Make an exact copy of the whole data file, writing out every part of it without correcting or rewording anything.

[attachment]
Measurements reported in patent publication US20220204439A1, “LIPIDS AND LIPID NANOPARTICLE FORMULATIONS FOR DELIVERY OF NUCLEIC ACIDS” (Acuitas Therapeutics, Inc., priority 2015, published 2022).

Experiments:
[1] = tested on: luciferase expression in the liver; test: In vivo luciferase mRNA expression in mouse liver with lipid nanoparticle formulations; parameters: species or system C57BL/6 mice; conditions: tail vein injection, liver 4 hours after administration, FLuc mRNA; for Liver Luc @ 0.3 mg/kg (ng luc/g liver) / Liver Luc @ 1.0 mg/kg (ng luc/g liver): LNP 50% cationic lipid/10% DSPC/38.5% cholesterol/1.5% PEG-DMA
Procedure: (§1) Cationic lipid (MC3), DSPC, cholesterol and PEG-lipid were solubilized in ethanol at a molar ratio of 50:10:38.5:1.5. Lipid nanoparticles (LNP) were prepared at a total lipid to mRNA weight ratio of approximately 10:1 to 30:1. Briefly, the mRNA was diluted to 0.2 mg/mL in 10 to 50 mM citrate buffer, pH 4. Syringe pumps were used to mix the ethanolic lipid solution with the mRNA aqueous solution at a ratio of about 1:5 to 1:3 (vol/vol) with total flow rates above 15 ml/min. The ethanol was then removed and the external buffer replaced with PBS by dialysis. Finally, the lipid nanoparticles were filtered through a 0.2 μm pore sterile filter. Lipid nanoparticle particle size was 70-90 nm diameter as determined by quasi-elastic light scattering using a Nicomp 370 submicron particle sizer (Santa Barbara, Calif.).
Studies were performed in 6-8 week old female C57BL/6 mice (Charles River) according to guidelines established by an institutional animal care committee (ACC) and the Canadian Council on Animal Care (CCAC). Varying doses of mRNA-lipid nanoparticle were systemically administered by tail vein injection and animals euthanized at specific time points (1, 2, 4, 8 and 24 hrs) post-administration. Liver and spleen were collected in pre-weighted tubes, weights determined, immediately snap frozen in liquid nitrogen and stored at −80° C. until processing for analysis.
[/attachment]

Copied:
Measurements reported in patent publication US20220204439A1, “LIPIDS AND LIPID NANOPARTICLE FORMULATIONS FOR DELIVERY OF NUCLEIC ACIDS” (Acuitas Therapeutics, Inc., priority 2015, published 2022).

Experiments:
[1] = tested on: luciferase expression in the liver; test: In vivo luciferase mRNA expression in mouse liver with lipid nanoparticle formulations; parameters: species or system C57BL/6 mice; conditions: tail vein injection, liver 4 hours after administration, FLuc mRNA; for Liver Luc @ 0.3 mg/kg (ng luc/g liver) / Liver Luc @ 1.0 mg/kg (ng luc/g liver): LNP 50% cationic lipid/10% DSPC/38.5% cholesterol/1.5% PEG-DMA
Procedure: (§1) Cationic lipid (MC3), DSPC, cholesterol and PEG-lipid were solubilized in ethanol at a molar ratio of 50:10:38.5:1.5. Lipid nanoparticles (LNP) were prepared at a total lipid to mRNA weight ratio of approximately 10:1 to 30:1. Briefly, the mRNA was diluted to 0.2 mg/mL in 10 to 50 mM citrate buffer, pH 4. Syringe pumps were used to mix the ethanolic lipid solution with the mRNA aqueous solution at a ratio of about 1:5 to 1:3 (vol/vol) with total flow rates above 15 ml/min. The ethanol was then removed and the external buffer replaced with PBS by dialysis. Finally, the lipid nanoparticles were filtered through a 0.2 μm pore sterile filter. Lipid nanoparticle particle size was 70-90 nm diameter as determined by quasi-elastic light scattering using a Nicomp 370 submicron particle sizer (Santa Barbara, Calif.).
Studies were performed in 6-8 week old female C57BL/6 mice (Charles River) according to guidelines established by an institutional animal care committee (ACC) and the Canadian Council on Animal Care (CCAC). Varying doses of mRNA-lipid nanoparticle were systemically administered by tail vein injection and animals euthanized at specific time points (1, 2, 4, 8 and 24 hrs) post-administration. Liver and spleen were collected in pre-weighted tubes, weights determined, immediately snap frozen in liquid nitrogen and stored at −80° C. until processing for analysis.